You can eliminate two threats in one by dehydrating your food, and then vacuum sealing it. The dehydration obviously takes care of most of the moisture, and the vacuum sucks all the air out of it. Invest in a good food grade system to process your food this way. Saving a little to buy a cheap vacuum sealer will hurt you in the long run if the quality is poor, since your food will be more likely to spoil and you would have lost your investment in the food.
This works best for fruits and vegetables. You can vacuum seal beans, rice, and just about any other food too, though there may be better solutions for those types of foods. The downside of this method is that food does lose some of its nutritional value from dehydration, so you will not want to use this method exclusively.
Traditional canning in mason jars is probably one of the best known food preservation techniques, and one that has been used successfully for a very long time. Pressure canners allow you to can a wider variety of food than traditional water bath canning, since it seals the food at a higher temperature. Of course, this has the same problem as dehydration, since some of the vitamins are destroyed through the process.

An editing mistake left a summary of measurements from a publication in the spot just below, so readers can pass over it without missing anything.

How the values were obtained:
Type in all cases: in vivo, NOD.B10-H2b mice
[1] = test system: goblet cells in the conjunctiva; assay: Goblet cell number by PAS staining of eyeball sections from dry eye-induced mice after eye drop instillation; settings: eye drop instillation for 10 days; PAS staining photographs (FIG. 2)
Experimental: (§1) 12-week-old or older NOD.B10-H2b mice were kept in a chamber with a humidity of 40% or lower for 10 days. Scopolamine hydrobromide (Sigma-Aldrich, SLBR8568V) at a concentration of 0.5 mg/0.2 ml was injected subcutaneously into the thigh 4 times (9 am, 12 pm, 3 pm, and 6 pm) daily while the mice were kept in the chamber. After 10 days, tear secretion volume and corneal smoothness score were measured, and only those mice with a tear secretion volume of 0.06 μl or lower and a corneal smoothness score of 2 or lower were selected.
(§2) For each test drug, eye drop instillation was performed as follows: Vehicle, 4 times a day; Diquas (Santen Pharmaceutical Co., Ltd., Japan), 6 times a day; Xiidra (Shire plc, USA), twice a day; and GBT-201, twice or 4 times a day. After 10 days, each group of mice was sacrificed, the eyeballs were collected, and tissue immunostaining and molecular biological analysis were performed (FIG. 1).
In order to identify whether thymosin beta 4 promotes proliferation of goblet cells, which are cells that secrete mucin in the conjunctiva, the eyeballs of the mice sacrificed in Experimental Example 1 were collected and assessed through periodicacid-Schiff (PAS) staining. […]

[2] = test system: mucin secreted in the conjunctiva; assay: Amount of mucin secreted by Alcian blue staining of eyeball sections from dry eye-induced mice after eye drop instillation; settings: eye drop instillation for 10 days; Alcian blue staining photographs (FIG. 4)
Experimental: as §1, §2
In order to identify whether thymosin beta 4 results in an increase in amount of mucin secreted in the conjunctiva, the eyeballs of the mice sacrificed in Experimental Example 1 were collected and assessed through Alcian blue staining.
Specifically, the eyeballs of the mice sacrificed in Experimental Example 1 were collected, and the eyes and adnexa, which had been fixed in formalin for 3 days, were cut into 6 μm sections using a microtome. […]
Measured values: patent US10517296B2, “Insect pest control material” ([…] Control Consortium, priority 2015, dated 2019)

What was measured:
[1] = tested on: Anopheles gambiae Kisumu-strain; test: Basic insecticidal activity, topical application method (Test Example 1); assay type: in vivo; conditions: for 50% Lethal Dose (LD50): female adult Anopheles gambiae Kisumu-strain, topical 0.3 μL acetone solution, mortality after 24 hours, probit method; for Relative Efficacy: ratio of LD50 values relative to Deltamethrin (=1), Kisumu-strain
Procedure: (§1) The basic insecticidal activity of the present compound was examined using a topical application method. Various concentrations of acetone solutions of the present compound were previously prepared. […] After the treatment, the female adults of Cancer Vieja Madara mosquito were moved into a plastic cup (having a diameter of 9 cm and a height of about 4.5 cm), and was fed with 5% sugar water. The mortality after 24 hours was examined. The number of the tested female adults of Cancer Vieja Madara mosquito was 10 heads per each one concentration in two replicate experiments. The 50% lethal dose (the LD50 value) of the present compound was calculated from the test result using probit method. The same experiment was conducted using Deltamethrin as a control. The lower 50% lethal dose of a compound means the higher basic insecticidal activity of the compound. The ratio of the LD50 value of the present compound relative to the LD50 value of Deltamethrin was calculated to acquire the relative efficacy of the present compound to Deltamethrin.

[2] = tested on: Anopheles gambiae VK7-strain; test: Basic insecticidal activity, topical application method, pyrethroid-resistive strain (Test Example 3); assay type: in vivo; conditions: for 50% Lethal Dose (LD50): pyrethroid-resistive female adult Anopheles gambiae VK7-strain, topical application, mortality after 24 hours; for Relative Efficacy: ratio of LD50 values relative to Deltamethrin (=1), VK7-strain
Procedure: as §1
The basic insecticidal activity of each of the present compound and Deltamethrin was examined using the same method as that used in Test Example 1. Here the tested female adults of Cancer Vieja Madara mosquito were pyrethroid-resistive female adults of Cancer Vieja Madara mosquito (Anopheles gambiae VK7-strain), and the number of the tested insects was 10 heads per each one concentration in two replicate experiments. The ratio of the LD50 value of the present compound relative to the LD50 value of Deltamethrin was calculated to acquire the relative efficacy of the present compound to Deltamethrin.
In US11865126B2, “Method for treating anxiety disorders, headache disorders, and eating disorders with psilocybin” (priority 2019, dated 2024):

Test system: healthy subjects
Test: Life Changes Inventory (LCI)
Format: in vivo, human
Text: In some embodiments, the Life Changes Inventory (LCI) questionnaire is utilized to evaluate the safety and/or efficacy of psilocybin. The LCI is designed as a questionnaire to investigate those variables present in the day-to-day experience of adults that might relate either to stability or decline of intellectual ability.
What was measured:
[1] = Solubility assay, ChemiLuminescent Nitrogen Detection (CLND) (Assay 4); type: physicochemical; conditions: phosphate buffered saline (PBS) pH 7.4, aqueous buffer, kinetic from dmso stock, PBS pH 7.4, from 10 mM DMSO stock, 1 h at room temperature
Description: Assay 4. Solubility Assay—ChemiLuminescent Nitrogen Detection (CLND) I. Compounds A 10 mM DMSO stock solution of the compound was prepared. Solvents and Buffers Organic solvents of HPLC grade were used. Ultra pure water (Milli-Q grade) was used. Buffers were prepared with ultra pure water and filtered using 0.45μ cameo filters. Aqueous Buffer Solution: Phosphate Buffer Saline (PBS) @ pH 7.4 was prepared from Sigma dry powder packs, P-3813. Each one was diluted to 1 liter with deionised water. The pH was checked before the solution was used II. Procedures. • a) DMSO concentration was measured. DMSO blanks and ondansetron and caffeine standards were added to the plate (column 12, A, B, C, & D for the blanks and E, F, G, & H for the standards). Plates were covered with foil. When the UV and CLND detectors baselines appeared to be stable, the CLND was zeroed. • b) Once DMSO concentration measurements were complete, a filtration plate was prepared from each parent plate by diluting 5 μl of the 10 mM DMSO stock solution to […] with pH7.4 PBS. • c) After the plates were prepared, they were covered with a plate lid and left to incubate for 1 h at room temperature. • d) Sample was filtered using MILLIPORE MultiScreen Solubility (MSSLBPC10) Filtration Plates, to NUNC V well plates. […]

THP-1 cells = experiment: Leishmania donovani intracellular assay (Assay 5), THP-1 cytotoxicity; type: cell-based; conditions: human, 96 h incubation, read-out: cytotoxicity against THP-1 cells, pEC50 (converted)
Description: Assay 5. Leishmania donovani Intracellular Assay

There is another option for canning goods that does not have this problem, though it takes a little more forethought and planning. This method works especially well for grains and beans which you don’t want to cook ahead of time, and can preserve food for up to 30 years. You may want to use glass jars that you have saved from foods you eat every day. You can also visit your local restaurant to see if they have leftover food-grade plastic buckets, or purchase large food-grade barrels. Once you have your containers, you will also need O2 absorbers, and ideally, Mylar bags.
Put the food in the jar, bucket, or barrel, add O2 absorbers, and seal airtight. This is one reason Mylar bags are helpful as you can use them to line the container, and then seal completely shut with a clam shell heat sealer. In a pinch, an iron (without steam) or flat iron like you use on your hair will work too for sealing the Mylar.